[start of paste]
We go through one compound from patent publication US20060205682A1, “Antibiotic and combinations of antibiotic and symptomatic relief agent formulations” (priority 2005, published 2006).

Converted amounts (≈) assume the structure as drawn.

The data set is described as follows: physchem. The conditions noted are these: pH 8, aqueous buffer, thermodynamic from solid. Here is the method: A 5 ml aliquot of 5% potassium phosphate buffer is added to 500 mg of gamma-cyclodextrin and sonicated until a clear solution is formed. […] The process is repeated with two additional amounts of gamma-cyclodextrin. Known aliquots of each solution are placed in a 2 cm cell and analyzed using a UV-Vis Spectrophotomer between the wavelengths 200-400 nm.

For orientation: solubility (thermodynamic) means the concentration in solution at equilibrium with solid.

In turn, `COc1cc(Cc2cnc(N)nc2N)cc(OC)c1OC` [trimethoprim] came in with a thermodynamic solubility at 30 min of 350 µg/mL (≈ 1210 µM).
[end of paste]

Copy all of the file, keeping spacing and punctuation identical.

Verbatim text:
We go through one compound from patent publication US20060205682A1, “Antibiotic and combinations of antibiotic and symptomatic relief agent formulations” (priority 2005, published 2006).

Converted amounts (≈) assume the structure as drawn.

The data set is described as follows: physchem. The conditions noted are these: pH 8, aqueous buffer, thermodynamic from solid. Here is the method: A 5 ml aliquot of 5% potassium phosphate buffer is added to 500 mg of gamma-cyclodextrin and sonicated until a clear solution is formed. […] The process is repeated with two additional amounts of gamma-cyclodextrin. Known aliquots of each solution are placed in a 2 cm cell and analyzed using a UV-Vis Spectrophotomer between the wavelengths 200-400 nm.

For orientation: solubility (thermodynamic) means the concentration in solution at equilibrium with solid.

In turn, `COc1cc(Cc2cnc(N)nc2N)cc(OC)c1OC` [trimethoprim] came in with a thermodynamic solubility at 30 min of 350 µg/mL (≈ 1210 µM).